yeomanry

IPA: jˈoʊmʌnri

noun

  • (historical) A class of small freeholders who cultivated their own land.
  • A British volunteer cavalry force organized in 1761 for home defense and later incorporated into the Territorial Army.

Examples of "yeomanry" in Sentences

  • Yeomanry you completely misunderstand.
  • Not sure about the Yeomanry message group.
  • He also had the expense of equipping his yeomanry.
  • After the war he continued to serve in the Yeomanry.
  • He held the rank of captain in the Cheshire Yeomanry.
  • Scott then became an ardent volunteer in the yeomanry.
  • This was the first overseas deployment of the Yeomanry.
  • Nine yeomanry regiments had been withdrawn from Palestine.
  • In 1969 the regiment reduced to cadre, and Yeomanry lineage discontinued.
  • Burnett was then attached to the Imperial Yeomanry for the next three years.
  • And the definition of gentry and yeomanry is totally bogus and anachronistic.
  • But the American "yeomanry", that is, nine-tenths of the country, weren't having any.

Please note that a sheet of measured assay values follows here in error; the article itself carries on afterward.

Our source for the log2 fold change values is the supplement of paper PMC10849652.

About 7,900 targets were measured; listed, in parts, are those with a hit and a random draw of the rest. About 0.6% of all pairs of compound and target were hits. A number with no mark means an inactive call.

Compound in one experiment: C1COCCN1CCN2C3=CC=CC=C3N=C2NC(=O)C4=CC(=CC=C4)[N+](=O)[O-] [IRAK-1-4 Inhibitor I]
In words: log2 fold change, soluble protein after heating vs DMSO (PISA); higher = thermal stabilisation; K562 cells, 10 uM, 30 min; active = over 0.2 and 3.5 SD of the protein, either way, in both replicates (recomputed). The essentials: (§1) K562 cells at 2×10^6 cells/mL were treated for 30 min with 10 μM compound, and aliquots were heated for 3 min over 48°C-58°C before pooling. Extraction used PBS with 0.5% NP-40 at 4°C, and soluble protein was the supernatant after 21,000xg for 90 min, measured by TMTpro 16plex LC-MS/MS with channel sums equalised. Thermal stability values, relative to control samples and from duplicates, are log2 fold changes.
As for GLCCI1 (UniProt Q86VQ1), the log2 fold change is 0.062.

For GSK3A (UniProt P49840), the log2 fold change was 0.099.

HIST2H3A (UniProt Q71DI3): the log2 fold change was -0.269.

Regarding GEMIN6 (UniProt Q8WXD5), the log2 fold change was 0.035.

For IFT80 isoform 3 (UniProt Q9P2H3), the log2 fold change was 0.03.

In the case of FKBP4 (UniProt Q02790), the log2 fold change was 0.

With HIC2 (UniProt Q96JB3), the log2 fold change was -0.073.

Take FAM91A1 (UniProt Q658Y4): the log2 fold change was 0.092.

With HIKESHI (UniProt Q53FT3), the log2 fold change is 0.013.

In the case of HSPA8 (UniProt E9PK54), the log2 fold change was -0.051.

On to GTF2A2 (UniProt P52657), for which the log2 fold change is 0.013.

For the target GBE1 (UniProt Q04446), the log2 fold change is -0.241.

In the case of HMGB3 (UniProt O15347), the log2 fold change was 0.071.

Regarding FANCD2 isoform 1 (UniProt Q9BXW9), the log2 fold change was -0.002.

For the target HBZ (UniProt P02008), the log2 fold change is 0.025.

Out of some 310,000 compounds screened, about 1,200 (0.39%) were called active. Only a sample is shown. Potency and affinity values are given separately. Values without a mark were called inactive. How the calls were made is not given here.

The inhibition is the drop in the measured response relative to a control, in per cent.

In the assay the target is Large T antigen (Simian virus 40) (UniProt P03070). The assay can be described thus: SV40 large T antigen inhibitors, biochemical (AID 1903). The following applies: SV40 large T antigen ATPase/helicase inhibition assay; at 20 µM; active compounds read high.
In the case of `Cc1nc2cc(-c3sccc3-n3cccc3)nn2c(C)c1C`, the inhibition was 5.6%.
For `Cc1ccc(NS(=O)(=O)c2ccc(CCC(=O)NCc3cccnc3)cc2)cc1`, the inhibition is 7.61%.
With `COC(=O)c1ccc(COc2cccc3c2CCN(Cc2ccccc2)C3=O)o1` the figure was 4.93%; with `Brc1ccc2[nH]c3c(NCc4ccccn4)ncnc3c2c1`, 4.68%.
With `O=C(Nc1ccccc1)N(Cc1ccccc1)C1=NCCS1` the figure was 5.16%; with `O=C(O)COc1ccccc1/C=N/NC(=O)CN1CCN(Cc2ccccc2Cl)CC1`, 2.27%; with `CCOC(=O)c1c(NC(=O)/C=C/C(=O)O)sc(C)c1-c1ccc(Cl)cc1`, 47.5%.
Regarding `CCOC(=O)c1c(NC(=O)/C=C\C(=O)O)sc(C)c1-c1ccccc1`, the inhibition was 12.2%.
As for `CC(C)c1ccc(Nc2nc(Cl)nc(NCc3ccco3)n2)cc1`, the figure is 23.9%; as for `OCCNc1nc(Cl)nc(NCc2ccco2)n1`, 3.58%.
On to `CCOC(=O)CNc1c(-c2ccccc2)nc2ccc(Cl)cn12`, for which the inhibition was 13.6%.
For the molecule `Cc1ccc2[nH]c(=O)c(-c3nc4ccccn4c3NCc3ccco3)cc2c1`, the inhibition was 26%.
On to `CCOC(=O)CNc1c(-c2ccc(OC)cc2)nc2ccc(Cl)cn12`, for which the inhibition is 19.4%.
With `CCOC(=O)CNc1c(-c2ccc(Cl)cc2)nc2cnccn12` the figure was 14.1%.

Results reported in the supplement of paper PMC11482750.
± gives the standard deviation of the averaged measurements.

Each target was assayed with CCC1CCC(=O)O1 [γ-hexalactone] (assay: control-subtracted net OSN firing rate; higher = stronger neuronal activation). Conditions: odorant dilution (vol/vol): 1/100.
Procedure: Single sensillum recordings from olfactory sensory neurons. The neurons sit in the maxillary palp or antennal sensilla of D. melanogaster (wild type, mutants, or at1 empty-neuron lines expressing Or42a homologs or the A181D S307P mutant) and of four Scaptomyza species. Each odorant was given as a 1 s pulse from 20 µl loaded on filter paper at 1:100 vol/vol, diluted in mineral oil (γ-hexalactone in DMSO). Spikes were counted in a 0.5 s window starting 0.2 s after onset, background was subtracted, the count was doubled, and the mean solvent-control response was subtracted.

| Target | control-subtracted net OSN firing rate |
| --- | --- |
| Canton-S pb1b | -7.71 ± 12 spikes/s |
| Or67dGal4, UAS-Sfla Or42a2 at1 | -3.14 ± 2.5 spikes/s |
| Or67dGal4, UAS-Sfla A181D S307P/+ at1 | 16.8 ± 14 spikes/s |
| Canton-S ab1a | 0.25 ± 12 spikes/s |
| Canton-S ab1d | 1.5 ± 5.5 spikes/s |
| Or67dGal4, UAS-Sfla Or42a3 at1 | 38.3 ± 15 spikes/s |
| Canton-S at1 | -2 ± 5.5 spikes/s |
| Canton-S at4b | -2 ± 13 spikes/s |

• Places were to be kept by a detachment of the "yeomanry" of each company sent on at six o’clock for that purpose.
  • True to his word, Jefferson started the University of Virginia to provide free higher education to the yeomanry, which is what the middle class was called back in the 1700s.
  • These goshi, who were independent landowners, for the most part, formed a kind of yeomanry; but there were many points of difference between the social position of the goshi and that of the English yeomen.
  • However, these were victims not of a recent riot but of an ancient fracas: the Peterloo massacre in Manchester in August 1819 – the event that led to the foundation of the Manchester Guardian – when a troop of yeomanry charged into a political meeting, leaving 15 dead.
  • The perpetuation of a sturdy and independent yeomanry is one of the best guarantees we have for the perpetuation of democracy; and my faith is that democracy is the only system of government that is destined to last, the only system which contains within itself the seeds of continuity and life.
  • He thinks that, corresponding to the countryman in New England, there were very moderately circumstanced whites in the South that might be taken as constituting a "yeomanry," but that below these were "the neglected people who ... were but little removed from the status of the settled Indian ....
  • A writer already quoted refers to the poor whites of the ante-bellum South as constituting part of the last grade of a class distinguishable from both the unpropertied and the influential landowners, which might be termed a "yeomanry," but he notices their tendency to sink rather than rise in the social order. 16

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